A pair of London fraudsters, who evaded £46.5 million in tax by smuggling wine into the UK, have been sentenced for a total of 17.5 years.

Livio Mazzarello, 57, and Louisa Mbadugha, 59, who ran The Italian Wine Company Ltd from premises in Neasden, lied about the quantity of wine they imported and sold to evade excise duty and VAT.

An investigation by HM Revenue and Customs (HMRC) found the pair used false paperwork and re-used import documents to smuggle large quantities of wine into the country from Italy.

They sold the smuggled wine to retailers across the UK and Mazzarello laundered the proceeds of the fraud through the company using a string of bank accounts.

Both were found guilty of the offences on 8 June 2017. Mbadugha was jailed for three and a half years at the Old Bailey on 14 July 2017. Mazzarello, who absconded during the trial, was sentenced in his absence at the same court to 14 years on 30 June 2017.

Simon York, Director, Fraud Investigation Service, HMRC, said:

“Mazzarello and Mbadugha thought they had developed the perfect scheme to divert millions of pounds from public finances. They were stealing from the taxpayer and undercutting legitimate traders.

“The money they stole should have gone to fund vital public services, not straight into their pockets. They believed they could continue without fearing their criminal activities would be detected. They were wrong and we are working to reclaim any money they made from their crimes.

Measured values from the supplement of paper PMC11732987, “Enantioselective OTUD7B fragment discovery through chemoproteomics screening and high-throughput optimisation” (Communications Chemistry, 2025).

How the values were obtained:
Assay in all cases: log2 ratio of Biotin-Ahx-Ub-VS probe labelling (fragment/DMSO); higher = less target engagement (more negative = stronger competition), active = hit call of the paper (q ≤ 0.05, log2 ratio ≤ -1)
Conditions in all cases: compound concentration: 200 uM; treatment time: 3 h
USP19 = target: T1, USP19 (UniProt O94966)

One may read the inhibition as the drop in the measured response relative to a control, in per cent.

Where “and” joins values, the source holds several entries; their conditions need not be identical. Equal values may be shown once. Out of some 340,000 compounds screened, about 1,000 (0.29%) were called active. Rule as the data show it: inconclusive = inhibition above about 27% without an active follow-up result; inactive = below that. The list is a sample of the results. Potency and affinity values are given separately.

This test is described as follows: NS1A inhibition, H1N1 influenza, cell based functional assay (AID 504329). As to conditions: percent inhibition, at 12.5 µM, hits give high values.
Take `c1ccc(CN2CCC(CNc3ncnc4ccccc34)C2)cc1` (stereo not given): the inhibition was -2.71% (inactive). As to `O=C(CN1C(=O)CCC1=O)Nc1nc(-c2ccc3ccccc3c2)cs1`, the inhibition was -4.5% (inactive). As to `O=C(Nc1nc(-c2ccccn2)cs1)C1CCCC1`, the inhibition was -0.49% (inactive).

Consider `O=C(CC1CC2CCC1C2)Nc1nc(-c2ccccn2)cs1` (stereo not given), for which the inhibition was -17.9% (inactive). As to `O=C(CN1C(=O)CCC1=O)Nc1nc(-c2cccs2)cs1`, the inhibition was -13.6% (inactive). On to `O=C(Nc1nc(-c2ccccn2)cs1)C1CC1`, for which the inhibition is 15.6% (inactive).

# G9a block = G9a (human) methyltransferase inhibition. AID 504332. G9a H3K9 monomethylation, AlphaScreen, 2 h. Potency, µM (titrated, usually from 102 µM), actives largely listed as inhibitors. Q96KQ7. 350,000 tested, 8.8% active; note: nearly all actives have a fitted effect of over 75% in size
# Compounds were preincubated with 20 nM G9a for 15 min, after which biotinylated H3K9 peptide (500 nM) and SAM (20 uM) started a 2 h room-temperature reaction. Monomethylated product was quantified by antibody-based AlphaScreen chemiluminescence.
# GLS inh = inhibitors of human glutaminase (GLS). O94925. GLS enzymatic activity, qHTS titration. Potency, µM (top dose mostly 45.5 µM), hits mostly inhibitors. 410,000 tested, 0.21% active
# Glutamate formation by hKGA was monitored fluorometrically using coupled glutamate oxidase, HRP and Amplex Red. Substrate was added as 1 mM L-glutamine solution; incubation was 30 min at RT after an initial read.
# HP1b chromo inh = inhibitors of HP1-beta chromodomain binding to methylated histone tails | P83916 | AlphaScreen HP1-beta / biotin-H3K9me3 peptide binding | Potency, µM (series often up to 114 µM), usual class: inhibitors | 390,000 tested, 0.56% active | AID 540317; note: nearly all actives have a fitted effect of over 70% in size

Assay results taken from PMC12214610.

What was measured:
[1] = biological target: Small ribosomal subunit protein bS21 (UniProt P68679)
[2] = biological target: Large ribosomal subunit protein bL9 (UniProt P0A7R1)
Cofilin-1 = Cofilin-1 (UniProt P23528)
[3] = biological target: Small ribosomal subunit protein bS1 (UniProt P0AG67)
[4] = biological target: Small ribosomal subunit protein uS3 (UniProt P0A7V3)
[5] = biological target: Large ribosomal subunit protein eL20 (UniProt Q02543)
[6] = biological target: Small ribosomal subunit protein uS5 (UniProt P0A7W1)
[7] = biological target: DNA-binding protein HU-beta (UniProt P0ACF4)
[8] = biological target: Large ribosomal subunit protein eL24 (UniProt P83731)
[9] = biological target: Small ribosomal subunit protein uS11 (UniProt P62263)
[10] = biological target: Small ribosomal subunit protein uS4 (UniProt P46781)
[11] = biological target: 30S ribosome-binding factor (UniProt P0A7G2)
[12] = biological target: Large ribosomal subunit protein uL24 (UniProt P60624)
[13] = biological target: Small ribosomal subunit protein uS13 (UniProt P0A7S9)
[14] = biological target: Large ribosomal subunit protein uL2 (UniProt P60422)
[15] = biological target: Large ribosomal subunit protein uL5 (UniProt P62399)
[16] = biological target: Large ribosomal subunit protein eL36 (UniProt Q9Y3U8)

“We urge any member of the public who may have information about Mazzarello’s whereabouts or anyone committing tax fraud to get in contact with us by calling 0800 788 887.”

In April 2013, HMRC and the Italian Customs Authority conducted a number of co-ordinated searches and arrests in the UK and Italy. HMRC officers seized 70,000 litres of duty free wine and around £350,000 in cash, hidden in a concealed floor safe and above ceiling tiles at the company’s Neasden warehouse during the searches.

The extent of the fraud, committed between 6 June 2008 and 17 April 2013, is estimated at £46.5 million. Proceedings are underway to reclaim any profit obtained from these crimes.

Upon sentencing Louisa Mbadugha, His Honour Judge Philip Katz QC, said:

“You were foolish to be charmed by crooks. Your role (in keeping records) was critical otherwise this fraud could not have happened. Going to prison will have a profound effect on those you know and your standing in the community which has been destroyed.”